Magnetic resonance imaging (MRI) assists in defining the nature and extent of perinatal brain injury. Because hypoxic-ischemic (HI) cerebral injury is a dynamic process, the diagnostic and prognostic utility of MRI needs to be interpreted in the context of the timing of the MRI. Patterns of brain injury on conventional T1- and T2-weighted MRI at 1 week after birth have been shown to predict abnormal neuromotor outcome in early childhood.10 Diffusion-weighted imaging (DWI) and apparent diffusion coefficient (ADC) changes with HI injury are most prominent from days 2 through 5 and can be detected earlier than abnormalities detected on the conventional T1- and T2-weighted MRI.11 In the Total Body Hypothermia for Neonatal Encephalopathy (TOBY) trial, MRI studies performed a median of 8 days after birth reported a reduction in the incidence of cerebral injury compared with normothermia but consistent prognostic value from MRI irrespective of treatment.12 However, we need to determine whether this prognostic utility is similar in a different cohort with MRI performed at a different median age.

The aims of this study were to investigate (1) the effects of hypothermia on MRI patterns of brain injury compared with normothermia; (2) the prognostic utility of MRI in moderate to severe HIE for predicting death or major disability at 2 years; and (3) whether this prognostic utility is affected by hypothermia treatment. We hypothesized that the proportion of newborns with significant cerebral lesions characteristic of HIE on MRI would be reduced in those treated with hypothermia, that MRI would be prognostic of death or major disability at 2 years of age, and that the prognostic utility of MRI would not be altered by hypothermia treatment.

METHODS
PATIENTS

This study is a substudy of the ICE trial, a multicenter, international, randomized controlled trial of moderate whole-body hypothermia compared with standard care in newborns of at least 35 weeks' gestation with moderate or severe clinical encephalopathy and evidence of peripartum HI (defined as 2 of the following criteria: Apgar score ≤5 at 10 minutes, continued need for mechanical ventilation at 10 minutes, and metabolic acidosis [cord or an arterial, venous, or capillary pH of <7.00 or base deficit ≥12 mEq/L within 60 minutes of birth]).7 Newborns in the ICE trial were recruited at birth from 28 centers across Australia, New Zealand, Canada, and the United States from February 14, 2001, through July 27, 2007, and were randomized to whole-body hypothermia (target temperature, 33.5°C; range, 33°C-34°C) or normothermia (target temperature, 37°C; range, 36.8°C-37.3°C) within the first 6 hours after birth and continuing for 72 hours. This substudy includes ICE participants who had MRIs made available for independent assessment. The trial protocol was approved by the Human Research and Ethics committees of each of the 28 participating sites.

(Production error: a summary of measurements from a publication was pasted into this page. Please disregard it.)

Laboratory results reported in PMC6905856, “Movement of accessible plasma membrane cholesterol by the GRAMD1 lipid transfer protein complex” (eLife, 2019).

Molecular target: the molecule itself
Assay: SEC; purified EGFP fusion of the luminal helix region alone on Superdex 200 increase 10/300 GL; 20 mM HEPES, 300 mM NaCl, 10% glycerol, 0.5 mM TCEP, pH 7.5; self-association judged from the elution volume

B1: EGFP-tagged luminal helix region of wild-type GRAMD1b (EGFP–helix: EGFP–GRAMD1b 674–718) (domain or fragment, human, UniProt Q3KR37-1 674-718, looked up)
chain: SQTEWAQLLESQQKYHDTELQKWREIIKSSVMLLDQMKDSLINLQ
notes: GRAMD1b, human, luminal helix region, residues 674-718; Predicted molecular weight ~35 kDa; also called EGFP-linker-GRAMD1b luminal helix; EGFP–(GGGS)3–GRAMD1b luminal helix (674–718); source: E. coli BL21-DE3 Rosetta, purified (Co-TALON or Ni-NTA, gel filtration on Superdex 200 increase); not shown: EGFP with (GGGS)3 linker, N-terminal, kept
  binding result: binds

MRI METHODS

Participants in the ICE study underwent MRI within the first 10 days after birth with conventional T1- and T2-weighted MRI, DWI, and ADC sequences at 1.5 T or 3.0 T according to the participating site's clinical practice. Images made available for this substudy were assessed by 3 investigators experienced in neonatal neuroimaging who were not part of the ICE trial (J.L.Y.C., L.C., and R.W.H.) and who were blinded to treatment allocation and the clinical details of the participants, apart from gestational age at birth and postnatal age at the time of MRI. Images considered to be inadequate for analysis were excluded. Images were evaluated by each investigator and results compared; any disagreement was resolved by consensus. The pattern of brain injury was classified according to abnormalities in brain regions known to be susceptible in HIE, based on Rutherford et al.12 For conventional T1- and T2-weighted MRIs and DWIs, the following regions were systematically classified.

  1. The posterior limb of the internal capsule (PLIC) was classified as normal or abnormal, in which abnormality was determined by a reduced or absent signal intensity on T1- or T2-weighted sequences and/or by qualitatively assessed, abnormally restricted or increased diffusion on DWI. Areas of restricted diffusion on DWI were confirmed by areas of reduced signal on the ADC map.